Alien Fungi: Do you dare to eat these violet mushrooms?
The world of fungi is wonderful, weird and wild thanks to its rich palette of colors, strange shapes and infinite textures. Contrary to what you've been told, not all colorful mushrooms are deadly, like the red fly agaric. Below are two violet mushrooms that are edible and one beautiful blue mushroom that nobody dares to consume.
Amethyst Deceiver (Laccaria amethystina)
The amethyst deceiver has a bright lilac color. Its cap and stem become paler and almost white in dry environments or as the mushroom grows older, making it hard to recognize. Thus, the name "deceiver". The violet mushroom can be found in leaf litter of coniferous and deciduous woodland during late summer and autumn. Though people often think that colorful mushrooms are toxic, the amethyst deceiver is edible.
Indigo milk cap (Lactarius indigo)
If you accidentally injure yourself, blood is bound to flow out. If you cut the indigo milk cap, it will produce an indigo blue milky latex. The milk will slowly turn greenish within minutes of exposure to air. This is a trait of the Lactarius family. Similar to the color of its milk, the cap is indigo blue, but becomes grayish as it ages or after being cooked.
In the Lactarius family, many mushrooms are poisonous, but the indigo milk cap is edible. Its taste is said to be mild to acrid. Some people like it but others don't. Typically found in deciduous and coniferous forests of southern and eastern North America, the indigo milk cap is sold in rural markets in Guatemala, Mexico and Yunnan Province in southwest China.
Sky blue mushroom (Entoloma hochstetteri)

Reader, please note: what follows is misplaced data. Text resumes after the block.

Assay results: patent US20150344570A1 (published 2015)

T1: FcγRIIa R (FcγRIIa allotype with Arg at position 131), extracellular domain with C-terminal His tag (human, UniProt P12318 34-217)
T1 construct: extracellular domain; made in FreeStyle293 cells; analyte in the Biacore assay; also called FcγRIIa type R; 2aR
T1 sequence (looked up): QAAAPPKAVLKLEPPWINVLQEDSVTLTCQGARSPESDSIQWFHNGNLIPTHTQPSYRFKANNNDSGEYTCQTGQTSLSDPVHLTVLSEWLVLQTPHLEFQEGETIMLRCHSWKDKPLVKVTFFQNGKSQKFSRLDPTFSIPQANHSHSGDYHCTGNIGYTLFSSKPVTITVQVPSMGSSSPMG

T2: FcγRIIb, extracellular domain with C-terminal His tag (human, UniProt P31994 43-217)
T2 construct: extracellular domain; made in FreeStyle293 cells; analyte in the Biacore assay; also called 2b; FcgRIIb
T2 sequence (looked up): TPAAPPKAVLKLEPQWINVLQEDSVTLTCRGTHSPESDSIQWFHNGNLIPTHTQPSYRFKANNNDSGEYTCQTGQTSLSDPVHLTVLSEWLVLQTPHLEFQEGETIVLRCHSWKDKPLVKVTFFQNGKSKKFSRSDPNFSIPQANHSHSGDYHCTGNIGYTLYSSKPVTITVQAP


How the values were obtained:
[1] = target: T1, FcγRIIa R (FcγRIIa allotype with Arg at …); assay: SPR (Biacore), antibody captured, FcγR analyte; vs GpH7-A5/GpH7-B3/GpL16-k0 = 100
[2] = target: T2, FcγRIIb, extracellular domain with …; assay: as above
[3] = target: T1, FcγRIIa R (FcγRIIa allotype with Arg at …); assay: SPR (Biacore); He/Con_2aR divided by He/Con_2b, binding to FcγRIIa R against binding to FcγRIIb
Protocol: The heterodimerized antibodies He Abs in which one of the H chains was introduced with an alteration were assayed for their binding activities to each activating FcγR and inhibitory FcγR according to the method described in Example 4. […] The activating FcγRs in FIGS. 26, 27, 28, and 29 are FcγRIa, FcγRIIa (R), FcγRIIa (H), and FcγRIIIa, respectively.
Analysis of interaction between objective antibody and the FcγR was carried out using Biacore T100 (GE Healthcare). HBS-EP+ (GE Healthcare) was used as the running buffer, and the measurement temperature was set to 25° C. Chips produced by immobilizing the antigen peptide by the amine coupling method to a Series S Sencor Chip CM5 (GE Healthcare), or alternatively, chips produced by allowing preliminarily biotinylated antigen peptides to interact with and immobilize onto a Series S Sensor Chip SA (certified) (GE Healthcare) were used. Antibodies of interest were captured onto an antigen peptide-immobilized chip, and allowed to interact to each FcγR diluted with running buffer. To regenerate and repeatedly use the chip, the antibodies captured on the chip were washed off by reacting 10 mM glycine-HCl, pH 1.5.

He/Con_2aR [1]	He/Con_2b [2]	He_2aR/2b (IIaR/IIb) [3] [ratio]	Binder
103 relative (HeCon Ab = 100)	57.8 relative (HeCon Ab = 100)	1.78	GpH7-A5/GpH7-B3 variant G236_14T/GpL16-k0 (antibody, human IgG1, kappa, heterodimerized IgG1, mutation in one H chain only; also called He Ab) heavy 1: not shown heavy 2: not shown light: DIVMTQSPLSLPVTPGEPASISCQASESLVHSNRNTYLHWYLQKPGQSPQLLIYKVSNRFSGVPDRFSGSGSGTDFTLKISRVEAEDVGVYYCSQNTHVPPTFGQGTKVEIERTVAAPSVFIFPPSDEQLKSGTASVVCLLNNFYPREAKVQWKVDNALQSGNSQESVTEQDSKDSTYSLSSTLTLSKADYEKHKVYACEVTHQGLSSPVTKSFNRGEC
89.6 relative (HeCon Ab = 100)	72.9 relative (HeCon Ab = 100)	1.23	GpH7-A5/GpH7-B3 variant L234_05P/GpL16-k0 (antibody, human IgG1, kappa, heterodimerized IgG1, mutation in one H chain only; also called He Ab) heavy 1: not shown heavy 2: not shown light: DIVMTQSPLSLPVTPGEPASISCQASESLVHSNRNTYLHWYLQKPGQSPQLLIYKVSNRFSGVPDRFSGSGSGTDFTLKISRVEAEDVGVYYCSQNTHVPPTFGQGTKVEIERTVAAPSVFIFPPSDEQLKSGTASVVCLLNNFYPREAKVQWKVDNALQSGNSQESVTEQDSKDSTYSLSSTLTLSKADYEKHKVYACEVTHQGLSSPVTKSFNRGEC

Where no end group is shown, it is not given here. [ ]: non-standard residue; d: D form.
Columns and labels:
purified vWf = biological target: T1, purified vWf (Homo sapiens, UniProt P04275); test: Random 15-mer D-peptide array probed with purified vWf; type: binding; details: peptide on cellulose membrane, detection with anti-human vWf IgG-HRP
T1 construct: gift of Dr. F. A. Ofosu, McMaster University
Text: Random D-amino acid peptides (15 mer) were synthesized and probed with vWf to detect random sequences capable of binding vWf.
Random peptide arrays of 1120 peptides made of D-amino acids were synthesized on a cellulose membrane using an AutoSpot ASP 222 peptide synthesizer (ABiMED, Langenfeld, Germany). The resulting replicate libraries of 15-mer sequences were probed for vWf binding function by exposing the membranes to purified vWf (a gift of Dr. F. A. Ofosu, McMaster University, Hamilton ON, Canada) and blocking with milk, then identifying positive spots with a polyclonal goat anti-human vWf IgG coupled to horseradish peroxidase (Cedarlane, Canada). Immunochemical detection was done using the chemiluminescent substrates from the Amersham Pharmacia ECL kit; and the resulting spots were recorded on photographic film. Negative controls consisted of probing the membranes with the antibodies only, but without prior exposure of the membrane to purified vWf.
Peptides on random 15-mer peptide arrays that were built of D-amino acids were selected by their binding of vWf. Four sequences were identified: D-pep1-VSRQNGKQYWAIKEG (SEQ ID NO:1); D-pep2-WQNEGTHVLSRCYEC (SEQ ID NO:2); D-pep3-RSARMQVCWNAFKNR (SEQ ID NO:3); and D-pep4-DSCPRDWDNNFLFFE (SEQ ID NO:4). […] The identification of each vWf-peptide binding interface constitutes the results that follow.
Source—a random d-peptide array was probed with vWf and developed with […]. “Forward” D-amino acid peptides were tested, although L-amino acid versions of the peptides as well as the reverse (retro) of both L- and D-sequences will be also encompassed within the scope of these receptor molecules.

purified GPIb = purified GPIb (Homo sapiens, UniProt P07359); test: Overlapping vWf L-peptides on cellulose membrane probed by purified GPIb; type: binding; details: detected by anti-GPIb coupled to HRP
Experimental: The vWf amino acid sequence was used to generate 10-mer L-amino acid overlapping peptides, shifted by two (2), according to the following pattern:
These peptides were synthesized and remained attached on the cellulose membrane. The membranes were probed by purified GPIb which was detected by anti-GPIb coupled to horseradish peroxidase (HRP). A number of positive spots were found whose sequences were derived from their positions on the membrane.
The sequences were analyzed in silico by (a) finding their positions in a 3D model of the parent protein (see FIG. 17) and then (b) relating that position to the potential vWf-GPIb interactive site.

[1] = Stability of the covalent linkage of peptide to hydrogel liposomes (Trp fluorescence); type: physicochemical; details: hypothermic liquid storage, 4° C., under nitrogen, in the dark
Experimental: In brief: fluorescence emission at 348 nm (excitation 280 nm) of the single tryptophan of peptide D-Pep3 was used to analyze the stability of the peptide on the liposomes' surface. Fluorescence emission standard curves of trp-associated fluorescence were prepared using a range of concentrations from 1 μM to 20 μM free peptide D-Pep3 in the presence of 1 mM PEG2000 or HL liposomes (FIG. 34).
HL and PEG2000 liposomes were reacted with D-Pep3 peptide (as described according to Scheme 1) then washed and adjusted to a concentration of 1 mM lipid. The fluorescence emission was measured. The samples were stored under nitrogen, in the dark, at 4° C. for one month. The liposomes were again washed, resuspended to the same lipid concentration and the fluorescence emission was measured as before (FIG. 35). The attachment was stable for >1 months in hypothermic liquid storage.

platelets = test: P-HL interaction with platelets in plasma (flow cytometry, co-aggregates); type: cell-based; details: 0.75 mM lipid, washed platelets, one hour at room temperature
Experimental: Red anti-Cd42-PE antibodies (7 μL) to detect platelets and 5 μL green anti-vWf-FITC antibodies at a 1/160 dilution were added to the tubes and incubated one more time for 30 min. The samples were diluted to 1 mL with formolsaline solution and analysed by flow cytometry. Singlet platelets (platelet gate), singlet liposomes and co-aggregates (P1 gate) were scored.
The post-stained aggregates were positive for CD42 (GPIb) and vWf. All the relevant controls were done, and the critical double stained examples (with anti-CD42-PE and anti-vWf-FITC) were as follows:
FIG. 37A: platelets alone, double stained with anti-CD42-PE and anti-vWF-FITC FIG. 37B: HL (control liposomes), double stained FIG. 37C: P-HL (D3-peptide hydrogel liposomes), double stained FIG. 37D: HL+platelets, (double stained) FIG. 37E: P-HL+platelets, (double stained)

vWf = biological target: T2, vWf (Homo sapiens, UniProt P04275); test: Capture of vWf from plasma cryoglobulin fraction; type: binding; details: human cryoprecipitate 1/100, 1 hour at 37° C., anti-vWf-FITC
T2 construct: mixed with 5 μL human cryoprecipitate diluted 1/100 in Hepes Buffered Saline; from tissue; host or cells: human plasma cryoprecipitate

In New Zealand and India, there is a beautiful mushroom with a vivid blue color and a cone for a cap – the sky blue mushroom. The blue color all over its body is due to azulene pigments that can also be found in some marine invertebrates. With such a distinctive look, the sky blue mushroom was printed on a set of fungal stamps and $50 banknotes issued in New Zealand.
The sky blue mushroom is also named werewere-kōkako in Māori because its color is similar to the blue wattle of the kōkako birds, which are endemic to New Zealand, the North Island kōkako. It remains unknown whether the sky blue mushroom is edible or not. No one dares to take a bite up till now.
What is the most ancient land-based life after the bacteria? Fungi! As an industrious decomposer in the natural world, fungi have existed for almost a billion years, at least 500 million years older than the first land plants. In the series "Alien Fungi," CGTN will explore some peculiar-looking fungi with alien features and see how they enjoy their eternal, cryptic lives on damp floors, decaying wood and hidden areas.